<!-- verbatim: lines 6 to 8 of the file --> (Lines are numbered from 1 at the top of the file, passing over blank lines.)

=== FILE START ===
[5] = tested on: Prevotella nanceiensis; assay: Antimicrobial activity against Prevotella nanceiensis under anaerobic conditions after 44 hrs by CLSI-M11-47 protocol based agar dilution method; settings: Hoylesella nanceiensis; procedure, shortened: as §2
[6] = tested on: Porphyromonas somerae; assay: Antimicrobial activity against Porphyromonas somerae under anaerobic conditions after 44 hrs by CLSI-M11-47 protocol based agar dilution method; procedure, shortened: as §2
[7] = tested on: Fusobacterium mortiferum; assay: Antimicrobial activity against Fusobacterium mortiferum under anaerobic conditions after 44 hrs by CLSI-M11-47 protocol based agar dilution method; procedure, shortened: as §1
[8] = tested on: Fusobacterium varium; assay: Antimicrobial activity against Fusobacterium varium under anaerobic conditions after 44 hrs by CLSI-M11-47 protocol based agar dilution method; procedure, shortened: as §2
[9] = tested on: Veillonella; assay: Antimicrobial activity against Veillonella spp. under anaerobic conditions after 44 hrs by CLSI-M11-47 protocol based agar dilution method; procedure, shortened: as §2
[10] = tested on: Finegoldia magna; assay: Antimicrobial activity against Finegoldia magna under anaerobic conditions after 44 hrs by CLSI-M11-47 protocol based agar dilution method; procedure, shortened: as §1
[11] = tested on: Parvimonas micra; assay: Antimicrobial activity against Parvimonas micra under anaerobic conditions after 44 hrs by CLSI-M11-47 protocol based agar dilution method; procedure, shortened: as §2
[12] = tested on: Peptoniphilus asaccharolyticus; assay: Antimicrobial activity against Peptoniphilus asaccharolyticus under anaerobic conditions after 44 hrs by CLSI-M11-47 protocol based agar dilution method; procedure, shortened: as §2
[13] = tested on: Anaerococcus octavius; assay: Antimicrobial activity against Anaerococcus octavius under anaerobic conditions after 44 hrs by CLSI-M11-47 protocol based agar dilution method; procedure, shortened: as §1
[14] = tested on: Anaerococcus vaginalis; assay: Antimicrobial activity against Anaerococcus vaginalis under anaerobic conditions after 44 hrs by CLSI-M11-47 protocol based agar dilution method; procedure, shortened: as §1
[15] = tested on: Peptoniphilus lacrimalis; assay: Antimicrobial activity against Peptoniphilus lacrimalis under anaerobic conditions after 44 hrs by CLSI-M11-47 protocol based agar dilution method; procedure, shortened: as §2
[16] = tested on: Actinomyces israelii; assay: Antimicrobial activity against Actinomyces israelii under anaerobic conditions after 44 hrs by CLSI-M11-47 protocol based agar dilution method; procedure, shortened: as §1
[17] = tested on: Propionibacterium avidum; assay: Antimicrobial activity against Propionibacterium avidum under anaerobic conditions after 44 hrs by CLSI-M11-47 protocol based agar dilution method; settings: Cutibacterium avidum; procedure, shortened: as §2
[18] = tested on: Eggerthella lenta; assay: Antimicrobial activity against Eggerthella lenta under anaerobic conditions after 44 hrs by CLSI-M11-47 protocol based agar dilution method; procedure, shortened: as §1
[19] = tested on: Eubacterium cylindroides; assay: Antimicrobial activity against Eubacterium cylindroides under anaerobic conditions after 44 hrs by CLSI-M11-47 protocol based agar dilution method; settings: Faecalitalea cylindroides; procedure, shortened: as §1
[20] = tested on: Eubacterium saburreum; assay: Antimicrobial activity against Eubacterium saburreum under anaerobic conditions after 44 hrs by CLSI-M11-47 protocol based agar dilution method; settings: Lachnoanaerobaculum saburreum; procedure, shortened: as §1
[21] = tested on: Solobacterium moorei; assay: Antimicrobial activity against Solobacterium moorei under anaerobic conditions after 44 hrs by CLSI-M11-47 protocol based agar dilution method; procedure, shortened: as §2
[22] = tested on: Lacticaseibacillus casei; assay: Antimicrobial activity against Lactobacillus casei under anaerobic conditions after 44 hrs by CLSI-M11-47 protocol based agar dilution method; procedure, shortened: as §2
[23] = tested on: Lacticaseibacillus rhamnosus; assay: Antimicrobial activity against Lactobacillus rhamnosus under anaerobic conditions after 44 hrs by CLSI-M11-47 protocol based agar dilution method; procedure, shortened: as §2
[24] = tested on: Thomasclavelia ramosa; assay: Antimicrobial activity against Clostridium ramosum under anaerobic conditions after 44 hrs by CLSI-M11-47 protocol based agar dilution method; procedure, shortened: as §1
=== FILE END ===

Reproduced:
[10] = tested on: Finegoldia magna; assay: Antimicrobial activity against Finegoldia magna under anaerobic conditions after 44 hrs by CLSI-M11-47 protocol based agar dilution method; procedure, shortened: as §1
[11] = tested on: Parvimonas micra; assay: Antimicrobial activity against Parvimonas micra under anaerobic conditions after 44 hrs by CLSI-M11-47 protocol based agar dilution method; procedure, shortened: as §2
[12] = tested on: Peptoniphilus asaccharolyticus; assay: Antimicrobial activity against Peptoniphilus asaccharolyticus under anaerobic conditions after 44 hrs by CLSI-M11-47 protocol based agar dilution method; procedure, shortened: as §2